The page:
This process can be carried out initially for historical data and resource information obtained from adjacent properties. The next step is to define a broad, aereally spaced grid of possible borehole sites that meets the suggested number of boreholes required.
At this stage, a simulation exercise can be conducted that generates a sample or borehole intersection that might be obtained from one of the boreholes that is planned as a consequence of the grid spacing that results in the number of boreholes required to achieve the necessary level of confidence. This provides an indication as to the possible result from the borehole, given that an element of randomness can be simulated statistically.
If as a result of the initial prospectivity assessment the company geologists and technical experts wish to estimate, either mathematically or from their judgement, what each borehole might intersect then predictions can be made. The process and the method are iterative, and after each intersection is obtained with full assays the Variance Tower process can be re-run for only the data in the prospect area to determine whether the distribution being generated is statistically related to the total data set.
The method is dependent on statistics and therefore the basic rules and assumptions apply. The size of the area is irrelevant at this stage. The process of establishing the Variance Tower assumes randomness but is irrespective of size of the area until a systematic grid is defined with a spacing that is established by the estimated number of boreholes required to define a mineral resource category. For example, if the Variance Tower analysis using samples from a similar deposit suggests ten boreholes are required, a grid that adequately covers the prospect area and places the ten samples onto the grid with equal coverage will be required.
Once the sampling data has been incorporated into the Variance Tower process then, at an early stage, a quantifiable classification process can be undertaken. The threshold values should be:
Measured Resource variance of all variables tested less than 10% from the mean
Indicated Resource variance of all variables tested greater than 10% but less than 20% from the mean
Inferred Resource variance of all variables tested greater than 20% but less than 50% from the mean.
The suggested threshold for moving any resource from exploration results or 'deposit' to the properly quantified Inferred Resource category is considered an important recommendation of this paper, as it should represent a meaningful approach to deciding when a mineral asset is being defined.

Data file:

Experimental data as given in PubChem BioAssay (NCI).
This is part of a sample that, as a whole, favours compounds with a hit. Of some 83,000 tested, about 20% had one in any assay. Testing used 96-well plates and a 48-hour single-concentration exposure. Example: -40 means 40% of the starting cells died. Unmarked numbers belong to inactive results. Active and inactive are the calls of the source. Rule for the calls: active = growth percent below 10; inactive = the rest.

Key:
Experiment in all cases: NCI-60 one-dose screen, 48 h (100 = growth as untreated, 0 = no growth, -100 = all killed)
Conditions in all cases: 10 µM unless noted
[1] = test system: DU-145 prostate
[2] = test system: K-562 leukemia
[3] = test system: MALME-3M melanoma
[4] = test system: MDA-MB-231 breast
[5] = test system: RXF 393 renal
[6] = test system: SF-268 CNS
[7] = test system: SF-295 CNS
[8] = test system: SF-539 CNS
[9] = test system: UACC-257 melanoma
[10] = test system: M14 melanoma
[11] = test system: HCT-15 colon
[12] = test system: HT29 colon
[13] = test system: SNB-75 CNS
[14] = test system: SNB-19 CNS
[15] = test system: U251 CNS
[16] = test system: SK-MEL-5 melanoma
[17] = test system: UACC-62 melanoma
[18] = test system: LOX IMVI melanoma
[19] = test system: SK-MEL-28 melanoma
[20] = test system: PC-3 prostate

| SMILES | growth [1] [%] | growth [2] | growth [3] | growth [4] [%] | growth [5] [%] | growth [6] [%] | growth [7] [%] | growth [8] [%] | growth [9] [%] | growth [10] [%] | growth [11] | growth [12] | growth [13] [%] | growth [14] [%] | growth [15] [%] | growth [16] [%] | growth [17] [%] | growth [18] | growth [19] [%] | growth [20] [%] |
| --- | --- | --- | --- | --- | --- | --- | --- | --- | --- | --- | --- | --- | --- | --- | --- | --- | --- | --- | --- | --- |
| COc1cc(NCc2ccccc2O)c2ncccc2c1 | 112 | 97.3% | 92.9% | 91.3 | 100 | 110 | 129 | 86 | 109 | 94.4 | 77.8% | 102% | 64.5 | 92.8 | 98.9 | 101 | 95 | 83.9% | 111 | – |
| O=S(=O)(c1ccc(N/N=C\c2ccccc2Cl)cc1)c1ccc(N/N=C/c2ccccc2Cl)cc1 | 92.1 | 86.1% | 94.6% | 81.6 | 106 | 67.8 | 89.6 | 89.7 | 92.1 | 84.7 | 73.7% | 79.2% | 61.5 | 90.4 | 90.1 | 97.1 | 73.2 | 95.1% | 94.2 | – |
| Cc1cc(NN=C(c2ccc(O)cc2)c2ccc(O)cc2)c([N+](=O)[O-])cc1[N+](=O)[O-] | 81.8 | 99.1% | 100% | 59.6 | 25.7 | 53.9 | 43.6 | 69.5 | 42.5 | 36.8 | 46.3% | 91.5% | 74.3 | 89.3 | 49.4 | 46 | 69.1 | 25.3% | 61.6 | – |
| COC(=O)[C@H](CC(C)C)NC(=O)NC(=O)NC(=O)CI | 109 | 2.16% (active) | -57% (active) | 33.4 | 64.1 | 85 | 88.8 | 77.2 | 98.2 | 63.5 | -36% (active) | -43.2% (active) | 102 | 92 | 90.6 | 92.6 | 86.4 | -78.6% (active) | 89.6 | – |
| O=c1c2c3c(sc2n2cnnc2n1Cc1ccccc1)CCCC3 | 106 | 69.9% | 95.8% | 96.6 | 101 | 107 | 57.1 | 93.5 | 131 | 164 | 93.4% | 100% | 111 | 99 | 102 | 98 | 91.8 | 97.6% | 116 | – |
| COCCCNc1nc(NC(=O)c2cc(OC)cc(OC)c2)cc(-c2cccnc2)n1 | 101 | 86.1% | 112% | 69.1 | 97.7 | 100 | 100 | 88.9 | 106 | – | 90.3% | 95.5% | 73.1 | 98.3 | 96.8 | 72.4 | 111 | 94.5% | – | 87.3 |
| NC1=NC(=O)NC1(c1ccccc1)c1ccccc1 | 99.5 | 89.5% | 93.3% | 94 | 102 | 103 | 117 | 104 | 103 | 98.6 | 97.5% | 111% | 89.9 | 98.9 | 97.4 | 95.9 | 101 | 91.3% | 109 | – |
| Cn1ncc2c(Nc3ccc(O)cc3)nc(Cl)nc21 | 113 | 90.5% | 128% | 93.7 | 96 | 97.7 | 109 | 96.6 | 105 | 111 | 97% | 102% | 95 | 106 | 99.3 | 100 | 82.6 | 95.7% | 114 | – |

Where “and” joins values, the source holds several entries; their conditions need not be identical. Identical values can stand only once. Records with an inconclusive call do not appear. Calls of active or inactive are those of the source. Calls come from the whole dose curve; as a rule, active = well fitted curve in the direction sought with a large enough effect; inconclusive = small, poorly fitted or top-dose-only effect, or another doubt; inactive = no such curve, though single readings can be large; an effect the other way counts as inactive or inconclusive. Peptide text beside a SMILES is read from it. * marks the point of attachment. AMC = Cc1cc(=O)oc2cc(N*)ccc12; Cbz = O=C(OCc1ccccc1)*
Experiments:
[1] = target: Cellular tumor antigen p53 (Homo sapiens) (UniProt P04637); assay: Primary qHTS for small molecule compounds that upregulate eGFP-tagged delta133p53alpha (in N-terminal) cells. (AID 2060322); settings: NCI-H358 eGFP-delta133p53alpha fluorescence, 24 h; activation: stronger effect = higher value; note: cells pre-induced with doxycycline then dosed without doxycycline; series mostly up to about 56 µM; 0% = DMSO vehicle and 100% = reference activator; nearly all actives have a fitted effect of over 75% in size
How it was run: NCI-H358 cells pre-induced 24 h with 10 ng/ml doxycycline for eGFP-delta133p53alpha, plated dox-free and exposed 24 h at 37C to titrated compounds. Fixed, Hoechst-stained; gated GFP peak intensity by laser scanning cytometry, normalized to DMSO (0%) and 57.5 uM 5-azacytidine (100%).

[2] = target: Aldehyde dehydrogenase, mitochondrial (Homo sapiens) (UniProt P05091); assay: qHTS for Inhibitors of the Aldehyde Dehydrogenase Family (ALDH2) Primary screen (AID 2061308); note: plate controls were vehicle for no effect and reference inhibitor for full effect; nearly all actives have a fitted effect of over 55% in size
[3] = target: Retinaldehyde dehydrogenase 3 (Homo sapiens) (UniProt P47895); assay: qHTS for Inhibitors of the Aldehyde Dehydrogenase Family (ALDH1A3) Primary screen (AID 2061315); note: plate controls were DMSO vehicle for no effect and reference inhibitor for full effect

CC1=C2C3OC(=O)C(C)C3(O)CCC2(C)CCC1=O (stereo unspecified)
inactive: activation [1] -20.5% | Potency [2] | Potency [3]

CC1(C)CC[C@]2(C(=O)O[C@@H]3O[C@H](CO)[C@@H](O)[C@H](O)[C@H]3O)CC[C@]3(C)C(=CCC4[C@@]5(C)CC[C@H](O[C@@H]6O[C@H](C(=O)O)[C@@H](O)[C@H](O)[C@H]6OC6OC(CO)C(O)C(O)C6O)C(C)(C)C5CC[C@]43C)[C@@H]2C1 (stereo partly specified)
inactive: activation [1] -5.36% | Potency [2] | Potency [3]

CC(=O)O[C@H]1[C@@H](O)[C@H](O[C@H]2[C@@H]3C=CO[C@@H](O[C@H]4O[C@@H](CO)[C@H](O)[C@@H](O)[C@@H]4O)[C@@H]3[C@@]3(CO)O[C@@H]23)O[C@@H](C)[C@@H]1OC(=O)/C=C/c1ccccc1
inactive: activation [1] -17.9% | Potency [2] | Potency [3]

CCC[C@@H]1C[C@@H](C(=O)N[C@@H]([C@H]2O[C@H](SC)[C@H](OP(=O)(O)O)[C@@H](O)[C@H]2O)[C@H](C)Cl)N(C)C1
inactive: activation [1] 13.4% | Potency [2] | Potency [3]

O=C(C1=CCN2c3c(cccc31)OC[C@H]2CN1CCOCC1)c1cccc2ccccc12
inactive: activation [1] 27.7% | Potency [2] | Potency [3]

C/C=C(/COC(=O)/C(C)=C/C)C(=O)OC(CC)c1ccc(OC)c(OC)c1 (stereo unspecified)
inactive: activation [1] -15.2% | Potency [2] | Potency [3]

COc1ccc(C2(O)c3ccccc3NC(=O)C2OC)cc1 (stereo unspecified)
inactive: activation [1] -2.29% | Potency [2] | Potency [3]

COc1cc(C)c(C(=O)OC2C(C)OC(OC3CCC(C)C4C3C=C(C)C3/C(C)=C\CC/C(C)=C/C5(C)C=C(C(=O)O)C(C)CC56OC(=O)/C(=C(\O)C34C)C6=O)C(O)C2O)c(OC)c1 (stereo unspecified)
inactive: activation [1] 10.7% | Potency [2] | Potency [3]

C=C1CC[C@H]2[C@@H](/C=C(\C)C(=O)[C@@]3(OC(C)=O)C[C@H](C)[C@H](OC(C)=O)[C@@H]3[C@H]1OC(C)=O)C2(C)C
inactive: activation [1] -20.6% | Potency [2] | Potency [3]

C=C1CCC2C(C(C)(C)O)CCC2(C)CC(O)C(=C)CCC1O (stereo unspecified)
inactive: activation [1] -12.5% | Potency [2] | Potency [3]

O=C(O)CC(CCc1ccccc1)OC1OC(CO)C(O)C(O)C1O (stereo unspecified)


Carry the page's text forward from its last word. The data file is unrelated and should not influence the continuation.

This simple rule would eliminate any misunderstanding by non-technical people as to when they have an asset or not. It also should assist the Competent Persons in ensuring they are not unduly persuaded to use their judgement to define something that might otherwise still be speculative at a 'low level of confidence'.
This paper has presented the Venmyn Variance Tower as a means to statistically define the number of samples that should be required to be drilled to enable CRIRSCO mineral resources to be defined for reporting as a mineral asset class. This paper also recommends threshold statistical boundaries to quantify the levels of confidence required to define Inferred, Indicated, and Measured resources as defined by the CRIRSCO Codes. Given that this process is similar to the way in which the petroleum industry reports, it forms a basis from which to assist in convergence of the understanding of resource classification for both the extractive industries.
The methodology is founded upon standard statistics and is important in assisting technical experts and company managers to ascertain how many samples must be taken and how big a budget and a timeframe are required to achieve the objective of defining a mineral resource.
This paper and the ideas contained in it was developed over a number of years with the assistance of Dr. C. Lemmer and various clients and staff members of Venmyn. To a great extent, the principles incorporated here are founded on the methods developed and established by eminent mining professionals including, but not restricted to, Professor Danie Krige and Dr. Isobel Clark.
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© The Southern African Institute of Mining and Metallurgy, 2012.ISSN 2225-6253. Paper received Nov. 2011; revised paper received Jul. 2012.